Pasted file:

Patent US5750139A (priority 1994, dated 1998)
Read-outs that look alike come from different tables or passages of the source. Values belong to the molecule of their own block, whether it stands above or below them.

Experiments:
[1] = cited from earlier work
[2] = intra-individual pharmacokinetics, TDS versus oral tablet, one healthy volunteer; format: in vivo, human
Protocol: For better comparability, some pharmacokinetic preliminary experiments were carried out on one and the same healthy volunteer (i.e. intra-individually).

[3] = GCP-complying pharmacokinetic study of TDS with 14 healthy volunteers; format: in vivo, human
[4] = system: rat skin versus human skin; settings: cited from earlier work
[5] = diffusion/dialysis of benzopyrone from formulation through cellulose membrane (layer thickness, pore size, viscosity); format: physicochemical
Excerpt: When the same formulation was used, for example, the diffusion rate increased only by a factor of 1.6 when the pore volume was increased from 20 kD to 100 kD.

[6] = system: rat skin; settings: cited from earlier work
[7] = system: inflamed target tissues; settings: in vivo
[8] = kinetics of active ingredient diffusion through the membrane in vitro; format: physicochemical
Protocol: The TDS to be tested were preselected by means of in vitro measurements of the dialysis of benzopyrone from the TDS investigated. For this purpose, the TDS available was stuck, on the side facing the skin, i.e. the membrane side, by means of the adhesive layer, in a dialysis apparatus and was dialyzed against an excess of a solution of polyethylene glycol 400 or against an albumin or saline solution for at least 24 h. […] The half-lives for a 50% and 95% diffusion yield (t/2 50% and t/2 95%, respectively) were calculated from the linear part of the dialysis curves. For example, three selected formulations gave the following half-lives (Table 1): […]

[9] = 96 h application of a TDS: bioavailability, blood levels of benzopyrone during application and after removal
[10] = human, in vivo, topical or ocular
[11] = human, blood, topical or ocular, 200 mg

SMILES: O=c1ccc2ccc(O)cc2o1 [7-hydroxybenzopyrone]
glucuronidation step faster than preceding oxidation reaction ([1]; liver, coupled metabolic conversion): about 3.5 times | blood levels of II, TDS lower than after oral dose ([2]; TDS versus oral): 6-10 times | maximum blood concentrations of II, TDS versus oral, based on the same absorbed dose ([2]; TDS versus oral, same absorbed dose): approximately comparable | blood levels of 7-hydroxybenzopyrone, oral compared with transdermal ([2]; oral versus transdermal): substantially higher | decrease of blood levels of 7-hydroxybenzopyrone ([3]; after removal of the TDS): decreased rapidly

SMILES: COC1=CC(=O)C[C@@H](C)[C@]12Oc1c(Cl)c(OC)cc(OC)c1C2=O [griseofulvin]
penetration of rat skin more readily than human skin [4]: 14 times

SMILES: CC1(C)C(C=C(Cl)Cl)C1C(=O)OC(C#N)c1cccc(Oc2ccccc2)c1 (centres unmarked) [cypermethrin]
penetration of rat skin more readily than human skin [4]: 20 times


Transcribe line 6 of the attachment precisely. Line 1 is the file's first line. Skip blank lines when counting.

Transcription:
Protocol: For better comparability, some pharmacokinetic preliminary experiments were carried out on one and the same healthy volunteer (i.e. intra-individually).